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From the New York Times: Yonkers, NY library worker embezzled late fees over a period of seven years and now faces jail time.
Margo Reed, who earned about $43,000 a year and was described as a conscientious, trusted and well-liked longtime employee, was responsible for taking $163,582 in library fines collected by the three public library branches in Yonkers. It was her job to collect fines — 10 cents for most books, 50 cents for new seven-day ones — and turn them over to the city for deposit.
According to her guilty plea, from July 7, 2004, to Dec. 7, 2010, she would regularly alter the collection paperwork to reflect a lower amount of fees and pocket the difference after taking money out of the library deposit bag. Stephen Force, the Yonkers Library director, said officials discovered that she regularly used correction fluid to alter the receipt sent to her and then entered the new number on the paperwork she filed when she sent the money to the city. The difference between what she received and what she reported was usually $100 or more, he said.
Man shot in back at Mpls. library is paralyzed
Hennepin County increased its security patrols of the Franklin Community Library in south Minneapolis on Thursday after a man was shot the day before by someone who accosted him in a library bathroom.
Statues stolen from Waukegan Library sold for $270 then melted
The thieves who stole a pair of bronze statues, valued at $15,000, from the courtyard of a north suburban library last month sold the artwork to a West Side scrap metal business, which paid them about $270 and then melted the pieces, police said.
On Tuesday, federal marshals barreled into a condominium in Herndon, Va., and found a most unusual book: a leather-bound first edition of the Book of Mormon.
They also found the man who allegedly pilfered the prized tome - worth between $50,000 and $100,000 - from a suburban Phoenix antique book shop, authorities said.
In National Archives thefts, a radio detective gets his man
Goldin exposed what authorities have called “one of the most egregious instances of theft” from the National Archives, where the government preserves billions of historic documents, photographs and recordings. On Thursday, that investigation is scheduled to culminate in the sentencing in Greenbelt’s federal court of a longtime Archives official who has admitted to stealing nearly 1,000 recordings, many of them rare.
HARWICH — Librarians across Cape Cod are checking their book collections after a Hyannis man was allegedly caught stealing books last week at Brooks Free Library. Arthur Souza, 52, was charged with larceny of library materials valued at more than $250, but police and librarians believe he has stolen from at least four Cape libraries and sold the books to a Chatham antiques dealer who in turn auctioned them on eBay.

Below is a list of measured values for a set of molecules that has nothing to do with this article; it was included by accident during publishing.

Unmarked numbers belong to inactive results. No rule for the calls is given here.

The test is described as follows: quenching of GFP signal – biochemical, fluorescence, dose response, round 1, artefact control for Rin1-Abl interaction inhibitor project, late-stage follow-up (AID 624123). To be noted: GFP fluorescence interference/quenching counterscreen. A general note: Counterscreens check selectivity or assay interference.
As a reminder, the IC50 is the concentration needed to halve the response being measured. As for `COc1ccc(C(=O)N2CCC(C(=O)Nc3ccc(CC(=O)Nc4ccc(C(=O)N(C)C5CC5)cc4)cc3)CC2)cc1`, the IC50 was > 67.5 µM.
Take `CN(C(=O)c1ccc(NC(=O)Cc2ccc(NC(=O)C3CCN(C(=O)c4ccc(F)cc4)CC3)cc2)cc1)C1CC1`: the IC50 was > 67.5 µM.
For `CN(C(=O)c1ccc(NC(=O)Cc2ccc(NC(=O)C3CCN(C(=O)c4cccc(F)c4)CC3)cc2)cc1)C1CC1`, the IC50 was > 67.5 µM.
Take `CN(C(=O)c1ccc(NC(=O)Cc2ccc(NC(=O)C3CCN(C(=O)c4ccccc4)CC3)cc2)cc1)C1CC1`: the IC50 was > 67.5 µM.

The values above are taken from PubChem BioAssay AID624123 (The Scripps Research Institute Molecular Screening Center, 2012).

Here's a photo of the perp:
Red flags first went up the weekend before last, when Lucy Loomis, director of Sturgis Library in West Barnstable, received an email from a bookseller in South Carolina. The man had seen a book for sale on eBay, an online auction site, that clearly bore library identification markings.
This week's episode brings a conference report from Blake Carver followed by a bit of a news miscellany.
Human trafficking 'hiding in plain sight' in northern Ohio, U.S. Attorney says
Facebook removes page paying homage to Toulouse killer
Toulouse gunman dies in hail of bullets during police raid
French officials under fire over Toulouse gunman
French president promises law to make viewing "hate sites" an offense
Don't rush to shut down hate on the web
FOIA data suggests FCC more secretive than CIA
Verizon Data Breach Report Offers Scary Truths About Security
'Hacktivists' Lead Data Breach Threats, Study Finds
Pirate Bay plans to build aerial server drones with $35 Linux computer
Pirate Bay plans sky-high flying proxy servers
US broadcasters put the squeeze on small-town cable TV
Conservatives hijack #ILikeObamacare hashtag on Twitter
LISTen: An LISNews.org Program -- Episode #191 by The Air Staff of Erie Looking Productions is licensed under a Creative Commons Attribution-ShareAlike 3.0 United States License. -- Read More
Another crazy shooter, this time in Tulsa, OK. Fortunately no one was killed this time.
(CBS/AP/KOTV) - A gunman who opened fire outside the Tulsa County Courthouse Wednesday afternoon is now in custody after being shot by police.
Tulsa County Sheriff's deputies told CBS affiliate KOTV that a man on the plaza between the courthouse and the library started shooting a gun into the air. Deputies on duty at the courthouse confronted the man and shot him. Photo taken by a library worker:
"During the course of exchange of gunfire, an innocent bystander was hit," police spokesman Leland Ashley said. He said the injuries to the deputy and the bystander did not appear life-threatening.
Library Chief Executive Officer Gary Shaffer told The Associated Press he was returning from lunch when he saw emergency vehicles. A man who appeared to have been shot in the leg was wheeled out of the library by paramedics.
Shaffer said it was unclear if the man, who he said was unconscious, ran into the library after getting shot or if he was shot in the library. There was broken glass in the library from an apparent bullet.
The Chief of the Enforcement Bureau at the Federal Communications Commission issued a 2 page PDF enforcement advisory discussing why using jammers is illegal in any situation and outlining the massive penalties using or importing such a device entails.